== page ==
• Argentina expects 20% corn cut as farmers switch to soybeans
  • Corn better than soy to absorb rain from El Nino, avoid floods

Argentina will offer subsidized loans to grow corn to bolster the crop during El Nino and counter an expected 20 percent reduction in output, a government official said.

State-controlled banks Nacion and Provincia will offer loans with interest rates subsidized by a maximum 600 basis points to avoid a cut of as much as 6 million metric tons in the 2015-16 corn crop, said Juan Maceira, deputy at Argentina’s Agriculture Secretariat. Banco Nacion provides loans at an average 19 percent annual interest rate.

Argentine farmers are dropping corn for less expensive soybeans, which is less absorbent to rain. Some areas of the Argentine Pampas received triple the average amount of rainfall in August. Farmers are planning to cut the corn planting area, for a third consecutive season, by 12 percent to 5.4 million hectares (13.3 million acres) from a record 6.1 million in 2012-13, according to ministry figures.

“We need to prevent the drop in corn for environmental reasons,” Maceira said in his office in Buenos Aires. “Farmers keep switching from corn to soybeans, and Argentina must avoid becoming a single-crop country if we want to avoid floods like the one we had this month.”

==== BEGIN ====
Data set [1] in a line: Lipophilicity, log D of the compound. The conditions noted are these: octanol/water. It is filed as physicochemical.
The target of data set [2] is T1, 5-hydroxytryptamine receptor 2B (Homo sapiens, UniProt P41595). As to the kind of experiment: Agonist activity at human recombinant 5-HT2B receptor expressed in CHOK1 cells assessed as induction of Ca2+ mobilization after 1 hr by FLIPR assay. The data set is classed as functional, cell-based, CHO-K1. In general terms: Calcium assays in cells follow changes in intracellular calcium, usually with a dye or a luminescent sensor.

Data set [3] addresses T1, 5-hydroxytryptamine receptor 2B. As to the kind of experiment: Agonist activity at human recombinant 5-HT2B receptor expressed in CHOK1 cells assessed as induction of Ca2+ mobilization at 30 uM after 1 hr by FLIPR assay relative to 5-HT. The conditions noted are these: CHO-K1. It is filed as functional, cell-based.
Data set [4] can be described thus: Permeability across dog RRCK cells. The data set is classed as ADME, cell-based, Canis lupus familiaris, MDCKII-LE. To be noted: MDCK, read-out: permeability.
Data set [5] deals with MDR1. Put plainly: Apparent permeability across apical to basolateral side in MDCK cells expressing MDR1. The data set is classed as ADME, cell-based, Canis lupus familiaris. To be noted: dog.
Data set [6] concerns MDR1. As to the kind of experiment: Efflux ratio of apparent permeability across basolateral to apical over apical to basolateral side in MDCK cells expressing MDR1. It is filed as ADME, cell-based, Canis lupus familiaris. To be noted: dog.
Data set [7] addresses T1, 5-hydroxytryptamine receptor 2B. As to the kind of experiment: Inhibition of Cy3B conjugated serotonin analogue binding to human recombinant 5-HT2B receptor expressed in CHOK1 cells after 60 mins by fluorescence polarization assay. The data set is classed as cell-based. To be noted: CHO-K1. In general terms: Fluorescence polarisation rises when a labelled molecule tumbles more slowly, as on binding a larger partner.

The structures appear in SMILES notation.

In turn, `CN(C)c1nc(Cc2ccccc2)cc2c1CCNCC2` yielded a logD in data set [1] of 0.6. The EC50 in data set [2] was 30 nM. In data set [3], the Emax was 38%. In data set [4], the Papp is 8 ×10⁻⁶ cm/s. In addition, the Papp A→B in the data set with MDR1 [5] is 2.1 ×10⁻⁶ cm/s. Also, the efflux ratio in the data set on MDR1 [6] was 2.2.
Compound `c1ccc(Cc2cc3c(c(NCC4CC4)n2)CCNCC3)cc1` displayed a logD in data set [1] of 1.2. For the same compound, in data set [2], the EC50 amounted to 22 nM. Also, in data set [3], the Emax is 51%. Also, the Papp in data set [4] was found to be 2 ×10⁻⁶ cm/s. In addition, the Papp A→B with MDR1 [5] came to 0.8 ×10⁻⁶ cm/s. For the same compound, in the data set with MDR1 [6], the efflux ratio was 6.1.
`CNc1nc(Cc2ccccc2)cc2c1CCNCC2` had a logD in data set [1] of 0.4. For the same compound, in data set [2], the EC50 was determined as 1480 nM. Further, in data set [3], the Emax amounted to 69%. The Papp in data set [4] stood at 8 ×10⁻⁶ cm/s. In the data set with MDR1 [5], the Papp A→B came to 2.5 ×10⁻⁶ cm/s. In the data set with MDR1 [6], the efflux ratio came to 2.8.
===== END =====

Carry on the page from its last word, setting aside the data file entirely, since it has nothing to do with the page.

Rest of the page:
In Buenos Aires province almost 30 towns have flooded, affecting about 20,000 residents.

The government’s loan subsidy plan comes as three Argentine farm associations Monday started a five-day halt to crop and livestock sales. Farmers are asking the government to change policies such as a 15 percent export levy on beef and 20 to 35 percent, respectively, on corn and soybeans.

Soybean exports fund almost one-third of the second-largest South American economy’s budget. Argentina, the world’s third-largest soybean producer behind the U.S. and Brazil, had two consecutive record soybean crops. The 2014-15 crop year ended at 61.4 million tons of soybeans.

Even though soybeans are lucrative, the environmental consequences will cost the government in the long-term, according to Maceira.

"Soybeans only absorb 600 millimeters of water from the soil while corn gets 900." he said. "In an El Nino year, we must avoid more soybeans as they cause flooding.”

Corn planting will start in September.

Before it's here, it's on the Bloomberg Terminal. LEARN MORE